With the first part of this year’s harvesting on its way, the World Apple and Pear Association (WAPA) has started revising its annual Apple and Pear Crop Forecast based on the latest insights from its members on the season.
The first EU apple estimates, which were released on 3 August 2023 during the Prognosfruit Conference, indicated a 3,3% decrease compared to last year, to a total of 11.410.681 t. The EU pear crop for 2023 was estimated to decrease by 12,9% compared to last year´s crop with a total of 1.745.632 t.
The early forecast is released during Prognosfruit, when harvesting is just about to start. The crop can therefore still be impacted by nature and climatic factors up to late October, with either a positive or negative impact on the quantity and quality of the harvest. Historically, these adjustments to the forecast amounted to small percentage variations.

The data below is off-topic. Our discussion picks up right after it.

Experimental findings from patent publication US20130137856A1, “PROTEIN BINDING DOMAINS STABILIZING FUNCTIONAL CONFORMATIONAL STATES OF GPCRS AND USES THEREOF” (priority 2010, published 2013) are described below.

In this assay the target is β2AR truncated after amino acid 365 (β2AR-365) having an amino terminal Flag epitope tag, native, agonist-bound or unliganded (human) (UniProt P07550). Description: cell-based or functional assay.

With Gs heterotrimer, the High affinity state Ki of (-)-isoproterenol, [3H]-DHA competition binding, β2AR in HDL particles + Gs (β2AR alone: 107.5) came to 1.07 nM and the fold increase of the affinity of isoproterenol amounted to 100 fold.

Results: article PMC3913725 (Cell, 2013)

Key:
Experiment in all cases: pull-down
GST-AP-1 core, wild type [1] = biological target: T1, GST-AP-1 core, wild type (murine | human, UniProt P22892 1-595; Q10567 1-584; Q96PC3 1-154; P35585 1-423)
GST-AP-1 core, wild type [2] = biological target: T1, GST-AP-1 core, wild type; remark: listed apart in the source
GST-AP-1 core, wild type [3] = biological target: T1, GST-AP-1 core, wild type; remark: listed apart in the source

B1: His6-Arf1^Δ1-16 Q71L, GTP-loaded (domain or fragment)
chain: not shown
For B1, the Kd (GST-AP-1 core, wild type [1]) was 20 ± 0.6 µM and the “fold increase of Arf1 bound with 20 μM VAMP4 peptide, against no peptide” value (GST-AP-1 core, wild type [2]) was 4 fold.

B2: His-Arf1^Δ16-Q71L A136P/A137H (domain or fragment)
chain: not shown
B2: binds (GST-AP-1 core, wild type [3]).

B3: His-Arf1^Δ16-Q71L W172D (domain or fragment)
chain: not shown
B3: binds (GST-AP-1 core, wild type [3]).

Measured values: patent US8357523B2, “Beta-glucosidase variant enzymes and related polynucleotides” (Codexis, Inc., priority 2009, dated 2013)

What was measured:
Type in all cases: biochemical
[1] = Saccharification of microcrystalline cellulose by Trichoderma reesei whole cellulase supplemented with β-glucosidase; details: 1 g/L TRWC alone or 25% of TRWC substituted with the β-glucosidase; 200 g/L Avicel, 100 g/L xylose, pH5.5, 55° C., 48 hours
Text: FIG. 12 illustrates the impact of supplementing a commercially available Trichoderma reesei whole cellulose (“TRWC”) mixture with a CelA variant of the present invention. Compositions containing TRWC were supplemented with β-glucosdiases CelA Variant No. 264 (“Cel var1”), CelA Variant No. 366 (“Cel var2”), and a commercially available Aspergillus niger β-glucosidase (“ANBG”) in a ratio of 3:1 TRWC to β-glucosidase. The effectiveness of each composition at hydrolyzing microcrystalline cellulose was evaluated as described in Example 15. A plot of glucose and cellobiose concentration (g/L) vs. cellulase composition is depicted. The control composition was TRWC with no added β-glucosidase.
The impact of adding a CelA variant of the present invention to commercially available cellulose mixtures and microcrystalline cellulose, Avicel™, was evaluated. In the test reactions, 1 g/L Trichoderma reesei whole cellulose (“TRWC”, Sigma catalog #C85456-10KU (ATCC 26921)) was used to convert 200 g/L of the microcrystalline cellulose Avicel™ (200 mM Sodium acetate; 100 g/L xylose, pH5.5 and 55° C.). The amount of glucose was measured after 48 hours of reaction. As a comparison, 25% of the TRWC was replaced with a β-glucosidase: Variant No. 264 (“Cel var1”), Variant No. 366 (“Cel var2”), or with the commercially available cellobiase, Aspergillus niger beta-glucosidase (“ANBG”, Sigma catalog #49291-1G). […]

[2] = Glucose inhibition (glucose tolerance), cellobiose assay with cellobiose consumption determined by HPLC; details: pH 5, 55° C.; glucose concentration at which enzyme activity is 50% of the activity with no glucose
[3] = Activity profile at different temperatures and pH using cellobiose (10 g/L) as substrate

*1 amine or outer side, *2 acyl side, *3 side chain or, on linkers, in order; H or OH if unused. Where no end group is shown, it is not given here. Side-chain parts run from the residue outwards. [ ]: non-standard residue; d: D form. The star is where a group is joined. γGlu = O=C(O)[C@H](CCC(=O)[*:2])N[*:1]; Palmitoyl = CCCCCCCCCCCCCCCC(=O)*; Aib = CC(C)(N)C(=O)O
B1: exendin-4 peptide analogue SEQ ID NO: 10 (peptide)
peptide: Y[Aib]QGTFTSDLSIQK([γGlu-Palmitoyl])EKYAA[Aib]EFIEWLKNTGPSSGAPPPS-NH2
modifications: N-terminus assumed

The first updates from Prognosfruit’s network of national producing associations indicate that climate change-related conditions negatively affected the crop in the weeks following the publication of the original estimates. The climatic havoc included droughts, floodings, hail, warm nights, and an increased risk of pests across the EU. In other cases, rains and colder nights have positively impacted the size development and colouring respectively in some producing regions.
Regarding this season, while the apple harvesting is still expected to carry on for several weeks, based on the first regional adjustments (both upward and downward) WAPA estimates that the 2023 apple crop is expected to settle at just below 11 million t (about 4% lower than the original forecast).
In regard to pears, a further decline of the forecast in Italy, Spain, Belgium, and the Netherlands will lead to a lower crop, even lower than in 2021. The final pear crop is expected to be around 1.720.000 T, about 6% lower than the initial forecast.